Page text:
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Seeking versus Following

August 15, 2013

Q: One of our readers queries: “So, Enlightenment or Nibbana can be sought through the Suttas and oneself. Is this correct? So, we should study from the Suttas alone rather than follow an established system? Finally, how do we study Suttas without misinterpreting them?”

The Arahant: Yes. In any kind of research, a primary source is always preferred over secondary or derivative sources. This is obvious, common sense. Then why should we throw our common sense overboard when it comes to the teaching of the Buddha?

Yes, I know, there has been a long tradition of derivative works like Visuddhimagga being viewed as more important, or at least more accessible than the original Suttas. But that was mainly because there were no good translations of the Suttas into the vernacular. In my opinion that was deliberate, so the monks who knew Pāḷi could maintain an advantage over others. Thus over time, the scholars came to monopolize the Buddha’s original teaching, and others were left with mere abstracts and digests of it.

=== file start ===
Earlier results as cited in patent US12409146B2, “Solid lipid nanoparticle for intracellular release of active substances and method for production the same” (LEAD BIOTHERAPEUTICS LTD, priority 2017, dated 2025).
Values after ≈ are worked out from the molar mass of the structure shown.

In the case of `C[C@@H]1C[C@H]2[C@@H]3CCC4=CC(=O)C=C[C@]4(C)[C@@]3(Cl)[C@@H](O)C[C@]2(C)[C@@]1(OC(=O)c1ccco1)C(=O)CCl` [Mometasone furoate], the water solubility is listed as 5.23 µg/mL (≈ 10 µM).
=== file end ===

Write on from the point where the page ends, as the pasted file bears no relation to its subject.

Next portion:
Now let’s suppose you are studying some scientific subject, like Einstein’s theories of Relativity. If you merely wanted a general understanding of his work, a popular digest or summary would certainly do. But if you wanted to actually apply his work to some practical purpose, such as original research along the same lines, then there would be no substitute for studying Einstein’s original works.

Scholars are peculiar creatures. They are not interested in practical skill, but only in abstract knowledge acquired through words and symbols. Their objective is to defeat the arguments of other scholars and establish themselves as authorities. Buddhism certainly went through a long scholastic period, until around the beginning of the 20th century, when the Pāḷi Suttas started to be translated into Western languages.